Watching SquawkBox on CNBC this morning, Andrew Sorkin was discussing the safety net with David Walker, Taxes Ranger. The conversation always came around to when was the best time the government should discuss the safety net and what we should do about the ballooning budget.

I frequently hear guest on the show say now is not the time for the government to be discussing the safety net, because of the fragile condition of the current recovery of the economy.

I think now is the perfect time for the debate to occur.

Our economy is trying its best to pull up its pants and develop its way out of the worst economic depression in 75 years. There are still 8.3% of people unemployed in this country. Millions of people who have left the workforce because they have given up looking for work.

Millions of people are learning to succeed with less, and because of that millions have lost their homes, and there is a potential for millions more to lose their homes, or give them up because of falling home prices.

The next shoe to drop is probably going to be the student loan issue. No one has yet to address that issue. Everyone knows that if you’re going to get a job in the future you need a college degree. Every year the cost of going to college continues to go up. No one can afford the cost without loans and who can afford to repay $40,000 to $60,000 while paying there every day expenses.

In the next couple, of years there will be 100,000 soldiers coming home from Afghanistan looking for work. The government is going to cut back on the military budget. That means there will be cutbacks in the defense budget, which means cuts in the defense industry. More people out of work.

We as a nation are waking up every day and realizing that we have to learn to cope with less. I lost my job in 2007. After looking for work for three years and spending, all of our savings and 401(k) making payments on our home and keeping us afloat it was all gone. We lost our home, and I had no choice but to turn to Social Security as a source of income. Lucky for me, I was at the age of 63.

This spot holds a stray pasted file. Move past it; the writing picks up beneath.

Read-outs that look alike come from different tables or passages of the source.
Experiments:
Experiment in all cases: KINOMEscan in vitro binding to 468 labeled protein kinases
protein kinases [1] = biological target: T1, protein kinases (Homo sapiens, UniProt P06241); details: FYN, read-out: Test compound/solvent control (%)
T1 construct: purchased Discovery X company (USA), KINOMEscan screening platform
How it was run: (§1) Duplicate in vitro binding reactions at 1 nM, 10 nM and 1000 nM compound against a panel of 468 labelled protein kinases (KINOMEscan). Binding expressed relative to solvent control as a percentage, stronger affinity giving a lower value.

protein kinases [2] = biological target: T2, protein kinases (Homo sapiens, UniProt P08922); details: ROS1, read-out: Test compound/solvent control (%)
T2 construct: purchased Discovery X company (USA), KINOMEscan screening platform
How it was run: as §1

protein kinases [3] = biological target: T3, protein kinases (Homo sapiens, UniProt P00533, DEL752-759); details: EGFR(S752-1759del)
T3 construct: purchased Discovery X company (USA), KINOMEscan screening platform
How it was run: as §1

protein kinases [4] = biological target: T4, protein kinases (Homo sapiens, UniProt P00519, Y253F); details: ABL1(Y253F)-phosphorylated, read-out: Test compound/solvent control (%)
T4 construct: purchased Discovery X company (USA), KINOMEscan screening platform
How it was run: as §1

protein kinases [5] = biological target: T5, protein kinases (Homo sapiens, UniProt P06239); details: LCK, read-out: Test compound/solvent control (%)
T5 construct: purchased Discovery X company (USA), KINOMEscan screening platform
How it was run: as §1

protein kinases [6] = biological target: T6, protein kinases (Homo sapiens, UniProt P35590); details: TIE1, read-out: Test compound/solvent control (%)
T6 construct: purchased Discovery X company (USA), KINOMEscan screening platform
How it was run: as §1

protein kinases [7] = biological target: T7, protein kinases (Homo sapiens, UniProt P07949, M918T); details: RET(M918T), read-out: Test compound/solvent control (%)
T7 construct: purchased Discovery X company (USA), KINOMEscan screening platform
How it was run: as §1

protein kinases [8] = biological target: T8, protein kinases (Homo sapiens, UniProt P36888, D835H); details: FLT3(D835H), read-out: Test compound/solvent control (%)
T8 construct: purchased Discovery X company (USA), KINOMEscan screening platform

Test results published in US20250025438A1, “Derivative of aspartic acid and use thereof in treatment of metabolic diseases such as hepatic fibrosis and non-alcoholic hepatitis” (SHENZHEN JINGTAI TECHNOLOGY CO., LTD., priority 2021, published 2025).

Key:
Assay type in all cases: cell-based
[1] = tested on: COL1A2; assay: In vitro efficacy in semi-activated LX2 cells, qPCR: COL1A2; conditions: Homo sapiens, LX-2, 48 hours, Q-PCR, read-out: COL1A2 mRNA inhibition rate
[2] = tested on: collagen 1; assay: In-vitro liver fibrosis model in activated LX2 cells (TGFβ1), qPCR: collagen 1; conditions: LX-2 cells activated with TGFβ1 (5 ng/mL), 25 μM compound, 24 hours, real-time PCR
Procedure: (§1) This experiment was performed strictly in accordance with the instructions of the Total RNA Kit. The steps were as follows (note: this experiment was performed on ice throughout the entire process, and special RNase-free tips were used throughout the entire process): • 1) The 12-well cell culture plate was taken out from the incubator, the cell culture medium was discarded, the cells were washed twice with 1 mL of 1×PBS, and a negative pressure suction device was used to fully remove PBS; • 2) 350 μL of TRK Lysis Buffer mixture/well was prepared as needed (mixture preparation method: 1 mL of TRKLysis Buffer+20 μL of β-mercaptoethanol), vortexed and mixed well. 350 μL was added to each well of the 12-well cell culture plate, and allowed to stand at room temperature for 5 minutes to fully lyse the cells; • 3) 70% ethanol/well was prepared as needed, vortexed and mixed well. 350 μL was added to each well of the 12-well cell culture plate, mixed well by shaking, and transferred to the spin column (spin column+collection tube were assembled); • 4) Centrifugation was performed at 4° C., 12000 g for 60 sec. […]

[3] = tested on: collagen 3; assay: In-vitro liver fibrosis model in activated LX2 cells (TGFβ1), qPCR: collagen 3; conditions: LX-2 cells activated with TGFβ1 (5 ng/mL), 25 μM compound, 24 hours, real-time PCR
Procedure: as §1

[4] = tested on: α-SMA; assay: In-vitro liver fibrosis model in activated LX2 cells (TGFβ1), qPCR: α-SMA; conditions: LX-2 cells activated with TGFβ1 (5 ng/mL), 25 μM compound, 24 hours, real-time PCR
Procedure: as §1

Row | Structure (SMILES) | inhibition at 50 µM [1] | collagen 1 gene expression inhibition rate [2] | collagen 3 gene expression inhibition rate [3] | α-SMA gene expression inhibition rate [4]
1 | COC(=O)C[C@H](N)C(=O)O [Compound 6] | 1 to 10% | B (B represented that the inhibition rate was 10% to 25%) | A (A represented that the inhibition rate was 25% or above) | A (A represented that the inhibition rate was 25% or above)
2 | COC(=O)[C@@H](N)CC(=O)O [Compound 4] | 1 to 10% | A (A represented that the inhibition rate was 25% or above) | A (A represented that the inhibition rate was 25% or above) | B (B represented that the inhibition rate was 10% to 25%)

I would much rather see us as a nation start talking about the safety net, and how we solve the problems that we have than wait until all of the problems we have now are supposedly solved, and then start the conversation.

I would rather solve all our problems now, so that 3 to 5 years down the road we walked into a much brighter future knowing that our future ahead of us is a clear direction that is not filled with all the dangers that currently lay before Greece.

Just because, our elected officials are unwilling to discuss our problems that they know lay in front of us, does not mean, that we as grown-ups, are not prepared to accept them. I think that we as a nation know that the day of reckoning is upon us and that the time has come that we must face the music. Sure, we all scream and holler that we do not want the government to touch our Social Security, Medicare, or Medicaid. In the end, we know that the key to keep from having changes to our own safety net we have to sit down and rationally discuss how we solve our problems. We cannot live like an ostrich with our heads stuck in the sand.

Open the discussions now and let’s solve our problems before we are too late. Stop listening to the officials that would rather wait so they have something else to fight about later.